The bouncy house on a rainy Saturday afternoon is a bit like shopping on Black Friday. Moms and dads everywhere, trying to grab, guide, hover, bargain and plead — except here, it has nothing to do with a flat screen TV.
When my kids asked to go to the bouncy house recently, I reluctantly agreed. (I’m just going to be honest; I hate the bouncy house.) The moment I walked in the door, I noticed there were at least two adults to every kid. All this place needs is a liquor license and they would have themselves a gold mine, I thought.
I soon found myself fascinated by all the interactions taking place; not by the kids, but by the adults. Many times I had to stop myself from screaming, “Let the kids play by themselves!” I kept quiet, of course; but I couldn’t help but wonder to myself: Why can’t the adults get out of the way?
This is probably where I should mention that I always bring my laptop with me, just in case the urge to write strikes. On this particular day, I was actually working on an article about the pressure that high school students face when trying to choose their classes. The message being: Parents — take a step back and let your child decide their own path.
As I was frantically typing away, my son came over and slammed my screen down.
“Mom, there is a kid in there being really mean to everyone, so I decided I needed to teach him a lesson,” he said. (To which I immediately thought to myself, Oh this ought to be good.)
You see, my son is a bit of a sensitive soul. He avoids conflict whenever possible and cries if you look at him wrong. But not today. Finding myself a bit fascinated by his comment, I asked him to elaborate on his dilemma.
“Mom, he was taking the ball out of everyone’s hands and that is not okay,” he continued. “So I took one look at him and took the ball back.” Still waiting for the punch line, I said, “… And then what?”
Right then, I could see he was having some kind of a lightbulb moment. “I better get back in there and make sure he is not bossing everyone around,” he told me.
And off he went.
As my son took off in hot pursuit to enforce some old school vigilante justice, a nearby mom leaned over and said to me, “Aren’t you going to go in there and help him?”
Admittedly, this caught me off guard. I fumbled a bit for the right words and finally said to her: “No, as a matter of fact I’m not. He has everything taken care of and I have faith in his ability to handle the situation.”
This both shocked and upset her. “That’s not very good parenting; how can you feel right about sitting here while he goes back in there, what if he gets hurt?”
To be honest, for a moment there was a small part of me that hoped he would get hurt. That would provide yet one more opportunity for him to learn how to navigate life on his own.
When I was a kid many years ago, we called this “playground justice.” There were no parents around to hover and make sure that our ball didn’t get stolen. No moms to facilitate a long, drawn-out conversation about the niceties of sharing. And certainly no kids thinking that every injustice done to them needs to have an adult intervention in order to be solved.
No, we just took care of it and moved on.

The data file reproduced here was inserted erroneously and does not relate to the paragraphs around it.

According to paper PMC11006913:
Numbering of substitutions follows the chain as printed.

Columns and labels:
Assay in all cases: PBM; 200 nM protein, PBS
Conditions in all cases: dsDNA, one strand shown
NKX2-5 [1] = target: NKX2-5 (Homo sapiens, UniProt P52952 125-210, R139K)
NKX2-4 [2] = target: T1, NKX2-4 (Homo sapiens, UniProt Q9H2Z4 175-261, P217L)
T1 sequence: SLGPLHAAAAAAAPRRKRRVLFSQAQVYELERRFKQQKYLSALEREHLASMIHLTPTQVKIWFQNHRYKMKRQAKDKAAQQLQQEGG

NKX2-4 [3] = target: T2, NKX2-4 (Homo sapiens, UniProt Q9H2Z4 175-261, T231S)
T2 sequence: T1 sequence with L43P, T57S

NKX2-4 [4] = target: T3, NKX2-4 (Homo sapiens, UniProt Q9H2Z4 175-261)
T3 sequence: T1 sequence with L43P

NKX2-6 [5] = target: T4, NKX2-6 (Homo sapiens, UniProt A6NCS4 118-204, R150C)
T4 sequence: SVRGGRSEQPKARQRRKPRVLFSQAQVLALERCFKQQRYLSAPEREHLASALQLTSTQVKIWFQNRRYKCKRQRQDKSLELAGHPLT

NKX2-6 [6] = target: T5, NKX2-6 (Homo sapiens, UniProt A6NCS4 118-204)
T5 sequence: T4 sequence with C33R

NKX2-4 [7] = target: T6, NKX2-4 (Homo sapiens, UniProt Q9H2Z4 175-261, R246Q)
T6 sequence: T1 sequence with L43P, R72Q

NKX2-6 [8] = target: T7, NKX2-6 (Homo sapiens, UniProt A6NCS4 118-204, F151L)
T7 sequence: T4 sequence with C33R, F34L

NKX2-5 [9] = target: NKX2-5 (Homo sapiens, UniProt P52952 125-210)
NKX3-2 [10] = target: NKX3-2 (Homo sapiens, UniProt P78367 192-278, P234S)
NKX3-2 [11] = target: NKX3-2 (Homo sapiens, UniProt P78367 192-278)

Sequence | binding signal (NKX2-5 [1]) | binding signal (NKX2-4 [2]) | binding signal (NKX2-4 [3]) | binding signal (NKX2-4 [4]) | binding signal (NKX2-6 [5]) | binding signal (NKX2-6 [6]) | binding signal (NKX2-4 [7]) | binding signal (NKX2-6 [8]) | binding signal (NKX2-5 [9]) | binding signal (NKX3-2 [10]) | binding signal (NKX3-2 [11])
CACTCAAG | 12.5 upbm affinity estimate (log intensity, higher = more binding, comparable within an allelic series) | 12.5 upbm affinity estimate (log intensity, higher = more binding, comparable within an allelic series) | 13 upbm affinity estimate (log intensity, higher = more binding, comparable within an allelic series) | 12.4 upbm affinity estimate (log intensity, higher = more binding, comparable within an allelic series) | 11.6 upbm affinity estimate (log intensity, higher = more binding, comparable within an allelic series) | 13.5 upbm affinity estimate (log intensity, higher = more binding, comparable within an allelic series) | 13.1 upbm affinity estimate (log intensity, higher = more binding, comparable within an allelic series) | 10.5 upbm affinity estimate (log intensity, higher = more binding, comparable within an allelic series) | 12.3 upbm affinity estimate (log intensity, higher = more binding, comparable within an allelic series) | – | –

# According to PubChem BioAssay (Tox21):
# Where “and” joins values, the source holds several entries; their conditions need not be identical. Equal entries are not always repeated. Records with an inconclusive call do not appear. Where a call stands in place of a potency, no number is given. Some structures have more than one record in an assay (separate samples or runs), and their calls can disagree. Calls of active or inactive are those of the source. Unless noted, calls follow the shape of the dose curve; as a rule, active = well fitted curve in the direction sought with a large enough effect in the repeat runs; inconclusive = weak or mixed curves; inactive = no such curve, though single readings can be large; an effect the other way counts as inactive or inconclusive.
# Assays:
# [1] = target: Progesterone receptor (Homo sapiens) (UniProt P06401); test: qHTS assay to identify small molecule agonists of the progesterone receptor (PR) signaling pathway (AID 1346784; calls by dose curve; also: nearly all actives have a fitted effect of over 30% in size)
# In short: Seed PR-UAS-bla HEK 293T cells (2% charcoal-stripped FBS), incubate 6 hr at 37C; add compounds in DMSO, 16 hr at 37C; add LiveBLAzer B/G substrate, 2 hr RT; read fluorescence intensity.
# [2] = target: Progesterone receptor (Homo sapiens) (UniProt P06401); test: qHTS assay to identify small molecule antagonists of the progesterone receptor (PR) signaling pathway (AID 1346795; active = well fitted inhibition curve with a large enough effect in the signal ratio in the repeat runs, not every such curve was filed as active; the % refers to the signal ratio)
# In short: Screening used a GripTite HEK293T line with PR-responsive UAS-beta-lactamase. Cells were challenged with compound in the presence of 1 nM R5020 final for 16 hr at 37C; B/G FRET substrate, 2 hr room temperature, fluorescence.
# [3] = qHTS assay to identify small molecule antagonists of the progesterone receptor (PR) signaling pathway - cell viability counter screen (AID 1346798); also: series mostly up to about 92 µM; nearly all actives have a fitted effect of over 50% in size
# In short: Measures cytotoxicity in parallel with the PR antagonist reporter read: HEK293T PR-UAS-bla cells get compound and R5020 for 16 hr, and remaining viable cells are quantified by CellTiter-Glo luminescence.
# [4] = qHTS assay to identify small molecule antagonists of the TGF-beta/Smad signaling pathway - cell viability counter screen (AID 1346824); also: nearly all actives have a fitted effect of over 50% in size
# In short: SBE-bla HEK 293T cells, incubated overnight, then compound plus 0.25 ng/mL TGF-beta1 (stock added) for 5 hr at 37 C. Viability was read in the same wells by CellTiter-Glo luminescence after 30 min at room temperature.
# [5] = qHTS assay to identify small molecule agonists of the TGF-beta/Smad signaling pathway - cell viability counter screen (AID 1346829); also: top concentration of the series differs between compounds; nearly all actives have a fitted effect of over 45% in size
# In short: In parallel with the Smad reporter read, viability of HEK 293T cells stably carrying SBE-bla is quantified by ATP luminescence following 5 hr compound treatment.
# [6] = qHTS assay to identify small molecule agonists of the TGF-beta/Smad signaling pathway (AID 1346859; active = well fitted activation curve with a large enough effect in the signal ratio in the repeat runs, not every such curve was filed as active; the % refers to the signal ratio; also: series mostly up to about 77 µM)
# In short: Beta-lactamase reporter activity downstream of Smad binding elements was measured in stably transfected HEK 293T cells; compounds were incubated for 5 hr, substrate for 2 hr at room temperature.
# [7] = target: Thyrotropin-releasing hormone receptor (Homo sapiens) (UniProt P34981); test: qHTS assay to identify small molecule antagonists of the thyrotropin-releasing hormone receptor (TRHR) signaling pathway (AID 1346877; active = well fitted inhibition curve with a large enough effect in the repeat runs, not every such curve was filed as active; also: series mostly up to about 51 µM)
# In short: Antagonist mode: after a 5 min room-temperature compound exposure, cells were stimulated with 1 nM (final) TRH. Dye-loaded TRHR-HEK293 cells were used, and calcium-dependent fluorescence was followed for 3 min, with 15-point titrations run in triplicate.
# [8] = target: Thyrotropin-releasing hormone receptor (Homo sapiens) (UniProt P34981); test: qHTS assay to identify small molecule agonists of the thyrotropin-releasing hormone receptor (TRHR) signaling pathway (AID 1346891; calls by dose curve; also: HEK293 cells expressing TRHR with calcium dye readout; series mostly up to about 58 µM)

Sure, I will be the first to admit that some of the ways we chose to handle these situations were not the best, but we had to use our critical thinking skills to work on the problem. We had to attempt to solve it ourselves before asking for help.
I can’t help but wonder if this is part of the reason kids have difficulties solving their own problems and navigating life. Is this why we have high school seniors who have to text their parents in the middle of class to ask what topic they should write about in AP English? Does this contribute to the reasons that college students end up back home after one semester? When the going gets tough, they panic and call for us.
Our good intentions of “doing” is robbing them of the opportunity to develop self-efficacy; the belief in their abilities to complete a task, reach goals, and manage a situation. They need to believe in their abilities — not in their parents’ abilities to help do those things for them.
Play is the first real developmental “work” children are supposed to do — and we need to get out of kids’ way as they do it. Self-efficacy is built by kids doing the work and seeing that success came from effort. It is built in large part by the repeated trial-and-error opportunities afforded by childhood. It is practiced by the continued effort to work out the conflicts in the bouncy house.
While I was packing up after the most entertaining 90 minutes I have had in a very long time, I noticed a mom pushing her toddler in one of those Little Tikes cars. As she was turning him around in circles, something his own feet were more than capable of doing, they suddenly stopped. She looked down and said, “Oh, you figured out how to put your foot down.”
Amen, I thought to myself; we need to teach them to put their own foot down. Show them that we are here for them to lean on, but tell them that they must begin to stand — alone — on their own two feet.
So whatever happened with my son and the boy that he was trying to teach a lesson to? They ended up sitting side-by-side, going down the slide together, over and over and over again.
Funny how things like these work themselves out, when the adults just get out of the way.